Sorry Mr. Wolf, but as someone with a pretty good basic aircraft engineering background, one of my majors as an undergrad, I can say that it would be possible even for a relative duffer like me to write a whole book on the fallacies and downright "ridiculosity" of the Luke Workman concept...first, and most deadly issue: power and energy storage density even for his fantasy battery concept is still about 1/10 that of jet A fuel. Second, electricity is fine for powering a propeller, but not for a jet propulsion system. Propellers are for subsonic aircraft. Jets are for supersonic. For this H2 fuel cell powered airplane, at least the issue of power and energy density has been eased a little bit, but there are still substantial weight penalties relative to an internal combustion engine that could burn renewable diesel fuel from Renewable Fischer Tropsch Synthesis (See e.g Audi-Sunfire and Doty Energy). Also, the challenge of an H2 storage and supply network relative to RFTS diesel is a very heavy factor to consider, along with costs for fuel cells and batteries. In evaluating any technology's sustainability, we must not look only at whether it uses a renewable fuel but whether it gives the best total lifetime cost efficiency. H2 fuel cell technology will not win on this all-important parameter. Really, folks, it's time to stop wasting good R&D time and money on silliness like this.
watersworm
One point versus Solar Impulse, with a "little" airspan of 21m the HY4 would take 4 "passengers" (1 pilot + 3 pax) whereas SI with something like 70m wings (or more ?) do carry one... pilot. Agree with Avianthro about hydrogen production. OK "if and when" renewable energy etc etc why not one day far far away... Agree also with the principle of "renewable" diesel or jet fuel, though, this time also its "when" etc etc
Booleanboy
Bob, this is a development platform for the hydrogen fuel cell system and I guess economy was an important factor. The airframe came from Pipistrel aircraft and looks like an engine nacelle has been grafted between two of their standard Taurus model fuselages. The Taurus is already available with an electric power system and I suspect doing things this way was much cheaper and quicker than developing an entire new aircraft from scratch.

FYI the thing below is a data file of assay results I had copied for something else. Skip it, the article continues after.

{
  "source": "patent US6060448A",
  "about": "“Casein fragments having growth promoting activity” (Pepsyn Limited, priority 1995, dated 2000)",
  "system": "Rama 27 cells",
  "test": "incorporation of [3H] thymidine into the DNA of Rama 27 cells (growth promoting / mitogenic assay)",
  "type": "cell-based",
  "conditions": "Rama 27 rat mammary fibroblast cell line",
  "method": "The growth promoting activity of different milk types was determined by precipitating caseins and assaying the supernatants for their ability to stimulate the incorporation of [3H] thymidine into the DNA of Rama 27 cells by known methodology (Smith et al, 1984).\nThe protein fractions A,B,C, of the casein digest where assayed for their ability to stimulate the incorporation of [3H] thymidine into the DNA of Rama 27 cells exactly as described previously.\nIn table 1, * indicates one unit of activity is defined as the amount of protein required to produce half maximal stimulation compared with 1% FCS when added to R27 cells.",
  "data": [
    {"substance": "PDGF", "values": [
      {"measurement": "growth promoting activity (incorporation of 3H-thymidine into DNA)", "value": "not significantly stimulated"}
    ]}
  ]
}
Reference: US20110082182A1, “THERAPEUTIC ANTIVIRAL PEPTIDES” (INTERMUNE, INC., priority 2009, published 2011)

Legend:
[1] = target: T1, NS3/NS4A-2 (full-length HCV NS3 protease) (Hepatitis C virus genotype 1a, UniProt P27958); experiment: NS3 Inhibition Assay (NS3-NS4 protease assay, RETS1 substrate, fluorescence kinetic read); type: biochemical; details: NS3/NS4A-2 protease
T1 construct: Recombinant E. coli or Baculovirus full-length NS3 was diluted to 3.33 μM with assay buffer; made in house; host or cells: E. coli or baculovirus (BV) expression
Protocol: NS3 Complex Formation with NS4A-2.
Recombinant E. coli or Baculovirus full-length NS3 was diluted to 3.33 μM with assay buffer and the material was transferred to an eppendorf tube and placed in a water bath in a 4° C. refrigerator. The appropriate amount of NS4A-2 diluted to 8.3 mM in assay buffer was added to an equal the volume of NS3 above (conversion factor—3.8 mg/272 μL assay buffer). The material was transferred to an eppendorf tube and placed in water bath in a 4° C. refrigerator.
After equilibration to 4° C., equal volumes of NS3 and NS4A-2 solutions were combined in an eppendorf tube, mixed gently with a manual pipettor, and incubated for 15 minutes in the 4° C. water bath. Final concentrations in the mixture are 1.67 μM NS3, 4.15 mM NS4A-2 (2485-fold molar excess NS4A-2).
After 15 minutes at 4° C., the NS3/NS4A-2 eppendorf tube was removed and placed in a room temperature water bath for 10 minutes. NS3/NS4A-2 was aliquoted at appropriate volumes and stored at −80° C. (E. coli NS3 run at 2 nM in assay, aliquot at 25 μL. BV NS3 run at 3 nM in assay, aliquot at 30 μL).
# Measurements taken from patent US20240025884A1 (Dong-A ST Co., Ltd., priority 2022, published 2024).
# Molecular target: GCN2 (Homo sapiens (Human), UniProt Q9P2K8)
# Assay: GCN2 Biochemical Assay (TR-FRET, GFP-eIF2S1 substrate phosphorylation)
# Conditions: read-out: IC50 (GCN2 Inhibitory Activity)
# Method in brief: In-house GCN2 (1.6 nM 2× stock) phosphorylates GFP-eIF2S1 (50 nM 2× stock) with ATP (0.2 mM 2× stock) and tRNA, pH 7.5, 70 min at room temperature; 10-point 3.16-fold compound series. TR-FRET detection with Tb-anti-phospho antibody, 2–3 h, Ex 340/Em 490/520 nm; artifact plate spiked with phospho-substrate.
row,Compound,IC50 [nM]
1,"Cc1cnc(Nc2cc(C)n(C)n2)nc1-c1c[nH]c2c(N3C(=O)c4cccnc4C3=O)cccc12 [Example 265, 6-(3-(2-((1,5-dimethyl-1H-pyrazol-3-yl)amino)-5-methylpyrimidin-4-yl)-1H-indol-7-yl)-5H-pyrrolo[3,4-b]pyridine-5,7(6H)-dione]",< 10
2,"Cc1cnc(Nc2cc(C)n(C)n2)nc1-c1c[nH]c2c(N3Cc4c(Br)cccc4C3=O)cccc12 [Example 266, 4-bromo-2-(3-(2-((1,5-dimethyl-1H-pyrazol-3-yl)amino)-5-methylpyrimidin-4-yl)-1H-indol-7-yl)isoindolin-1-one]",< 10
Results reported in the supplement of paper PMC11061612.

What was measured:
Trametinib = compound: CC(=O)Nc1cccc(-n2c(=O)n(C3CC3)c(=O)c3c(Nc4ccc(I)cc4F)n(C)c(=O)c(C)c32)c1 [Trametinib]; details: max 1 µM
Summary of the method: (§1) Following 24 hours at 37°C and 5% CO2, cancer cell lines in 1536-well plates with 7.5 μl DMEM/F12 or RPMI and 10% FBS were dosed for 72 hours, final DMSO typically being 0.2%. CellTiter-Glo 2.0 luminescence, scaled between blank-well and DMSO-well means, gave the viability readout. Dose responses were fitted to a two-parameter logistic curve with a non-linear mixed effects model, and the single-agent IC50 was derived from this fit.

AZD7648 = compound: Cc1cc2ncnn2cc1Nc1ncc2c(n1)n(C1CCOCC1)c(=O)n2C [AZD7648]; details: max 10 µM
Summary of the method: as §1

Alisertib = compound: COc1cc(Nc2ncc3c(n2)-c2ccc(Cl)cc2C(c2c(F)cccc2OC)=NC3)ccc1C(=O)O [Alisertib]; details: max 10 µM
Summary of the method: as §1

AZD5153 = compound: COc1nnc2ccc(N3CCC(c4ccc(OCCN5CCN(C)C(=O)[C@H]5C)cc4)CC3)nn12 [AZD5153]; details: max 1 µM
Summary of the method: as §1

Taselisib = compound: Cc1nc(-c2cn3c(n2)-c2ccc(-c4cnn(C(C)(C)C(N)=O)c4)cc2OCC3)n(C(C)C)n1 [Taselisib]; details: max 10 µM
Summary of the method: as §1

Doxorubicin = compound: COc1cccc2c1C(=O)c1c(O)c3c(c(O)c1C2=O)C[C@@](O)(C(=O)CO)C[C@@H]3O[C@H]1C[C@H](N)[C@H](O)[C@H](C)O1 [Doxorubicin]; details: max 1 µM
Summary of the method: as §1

GaryP
There is no zero emission vehicle unless the energy comes from dark matter. Someone has to produce the hydrogen and that takes energy and emissions. One has to look at the total process, not just the engine.
Kpar
"though there was no mention of where the fuel was sourced for today's test flight" My guess is coal.
Mack McDowell
Im glad most of the commentators are not the ones doing this research, it takes an open mind and a willingness to try something that seems outlandish and be willing to fail a few times before getting it right. everyone seems so certain that this idea and those of Workman just wont work without even taking time to test them out... Avianthro jet engines are possible with electric motors but the power densitiy issue hasnt been fixed so they havent really been made yet... a jet engine is just a hugely efficient and complicated ducted fan...
Tom Lee Mullins
I think the idea of a fuel cell powered plane is both cool and green but the design of this plane seems rather odd. It seems like a P38 but with the engine in the middle and the passengers where the P38 engines would be. I would rather have two fuel cell powered motors with the passengers in the middle like a P38. There are many green sources of hydrogen. One just has to look them up.
George Kafantaris
Hydrogen is the transportation fuel of the future. Hang on to your hats.